W5R2... and I am not as slow as I thought!

W5R2... and I am not as slow as I thought!

So I've been continuing with my long rest, great run approach after I accidentally discovered that my running improved 10-fold if I leave a week between runs.

I've also recently realized that I am using a different app than the rest of you (I kept wondering who "Laura" was!). I am in Canada but I am FROM the UK and I prefer this HU community over the American one.

But back to the run... my app actually states a distance for this run "run 3/4 of a mile or 8 minutes". SO I purposefully ran on a quarter mile track to see how slow my shuffle really was.

I was expecting the worst becasue some times I feel like a snail, BUT... I made 2 and a half laps in the first 8min running right on the outside of the track. Moved to the middle of the track for the second 8 and was almost at three laps when 8 min was up. I even had enough energy for a faster push at the end.

I had no shortness of breath at all during the first 8 min and was only a bit puffed on the second 8. Heart rate around 130 after the second run but quickly went down after the cool down.

Let me say this again... I STILL marvel that I am doing this and that I haven't been defeated by a run. I've never really been able to run and have been dogged by chronic fatigue issues for years—which is part or the reason I am no longer keeping to the 9 week schedule, but that's fine by me.

I'm sporting some delightfully rosey cheeks here, right after the run. It's 23 degrees today but muggy.

Next run is THE BIG ONE (in my mind at least). 20min.....I can't wait.

5 Replies

oldestnewest
  • It does sound quite a different approach if it is talking about distance as well as time.

    The only thing about the once a week approach is how this advances any goals about health benefits (thinking in terms of '150 minutes a week moderate intensity'). Obviously if that's all the activity a person can do, then it is worth doing - but I'd be wondering if it could be too intense a form of activity in that case, depends what else a person is doing. The NHS 'Laura' version of C25K is thinking in terms of a person acquiring a fitness habit long term, and is really just giving you the tools to be able to do that ie teaching you to run continuously for 30 minutes (distance irrelevant), a structured programme.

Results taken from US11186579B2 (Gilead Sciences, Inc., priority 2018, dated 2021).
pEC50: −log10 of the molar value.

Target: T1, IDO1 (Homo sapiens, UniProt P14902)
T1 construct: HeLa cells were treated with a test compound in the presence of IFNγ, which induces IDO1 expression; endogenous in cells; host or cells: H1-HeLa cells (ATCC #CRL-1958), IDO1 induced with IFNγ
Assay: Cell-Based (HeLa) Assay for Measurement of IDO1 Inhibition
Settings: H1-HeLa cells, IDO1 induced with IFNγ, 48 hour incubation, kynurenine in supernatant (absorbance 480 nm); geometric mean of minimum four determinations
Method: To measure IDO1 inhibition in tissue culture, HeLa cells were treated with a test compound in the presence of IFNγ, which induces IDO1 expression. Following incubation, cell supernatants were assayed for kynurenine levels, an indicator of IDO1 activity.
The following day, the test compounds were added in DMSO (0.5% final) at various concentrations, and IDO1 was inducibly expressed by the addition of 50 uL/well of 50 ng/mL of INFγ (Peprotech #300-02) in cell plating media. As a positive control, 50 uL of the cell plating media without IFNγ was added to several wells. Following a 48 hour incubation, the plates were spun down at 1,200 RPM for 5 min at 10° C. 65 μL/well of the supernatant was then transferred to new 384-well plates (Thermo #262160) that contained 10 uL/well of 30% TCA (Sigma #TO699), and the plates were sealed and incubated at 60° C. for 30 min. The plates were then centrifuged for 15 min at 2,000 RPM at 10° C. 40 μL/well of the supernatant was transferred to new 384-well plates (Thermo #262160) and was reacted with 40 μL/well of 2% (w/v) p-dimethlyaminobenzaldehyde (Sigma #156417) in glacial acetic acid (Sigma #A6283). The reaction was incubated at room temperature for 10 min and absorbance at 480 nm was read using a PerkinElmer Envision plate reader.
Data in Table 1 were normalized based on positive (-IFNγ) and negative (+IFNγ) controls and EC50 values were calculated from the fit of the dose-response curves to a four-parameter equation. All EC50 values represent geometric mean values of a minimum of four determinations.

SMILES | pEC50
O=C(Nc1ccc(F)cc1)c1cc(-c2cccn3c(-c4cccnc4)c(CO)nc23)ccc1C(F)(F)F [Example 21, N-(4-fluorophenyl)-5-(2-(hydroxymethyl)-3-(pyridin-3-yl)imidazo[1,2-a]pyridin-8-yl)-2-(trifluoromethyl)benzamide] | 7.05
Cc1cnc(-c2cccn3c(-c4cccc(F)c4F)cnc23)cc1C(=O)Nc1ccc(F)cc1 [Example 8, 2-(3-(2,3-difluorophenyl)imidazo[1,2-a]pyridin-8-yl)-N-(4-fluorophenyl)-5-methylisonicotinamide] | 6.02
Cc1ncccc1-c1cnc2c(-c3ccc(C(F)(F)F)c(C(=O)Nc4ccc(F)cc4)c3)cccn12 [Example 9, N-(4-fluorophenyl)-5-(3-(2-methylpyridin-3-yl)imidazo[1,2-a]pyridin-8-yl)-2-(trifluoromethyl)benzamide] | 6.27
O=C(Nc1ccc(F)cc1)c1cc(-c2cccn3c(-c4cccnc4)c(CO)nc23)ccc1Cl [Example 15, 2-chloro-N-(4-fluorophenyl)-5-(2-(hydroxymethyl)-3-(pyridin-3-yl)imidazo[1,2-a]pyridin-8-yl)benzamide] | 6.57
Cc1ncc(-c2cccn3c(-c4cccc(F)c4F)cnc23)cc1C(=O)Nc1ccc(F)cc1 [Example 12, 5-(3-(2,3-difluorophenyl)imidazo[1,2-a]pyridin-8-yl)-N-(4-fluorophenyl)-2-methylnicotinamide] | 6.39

Of course your goals may be different and that's fine.

  • Well done on your progress so far, THP.

    Running just once a week is fine as long as you don't have ambitions to run marathons and the like.

    W5R3 is "the big one" for pretty much everyone. Most people dread it (but get through it), it's great that you have such a positive attitude towards it.

  • I have also seen a version of C25k that has distance as well as times, the distance version being a plan to get you actually running 5k. Many of us using the UK version graduate on quite a bit less than 5k but gradually work up to that distance (even if some of us, realistically, will never manage 5k in 30 minutes).

    I agree with Googleme that it's important for health to have more aerobic activity in a week than you will get from just doing one run a week. You might find you have less impact on joints, muscles etc from the UK method of concentrating on time rather than distance, and that that would allow you to run more than once a week. Clearly walking, cycling, swimming, formal classes etc can all play a part too, and I find it helps to vary the impact.

    I am visiting Canada later this month and looking forward to somewhere new to run (Rockies followed by Vancouver and Vancouver Island.

    Good luck.

  • Glad to hear you are coming out to the west coast. It really is amazing. I take it for granted now but it's so stunning! In Vancouver you can run the sea wall around Stanley Park! I live just eat of Vancouver in the Fraser Valley.

  • Thanks, I will look up Stanley Park when I am in Vancouver.

You may also like...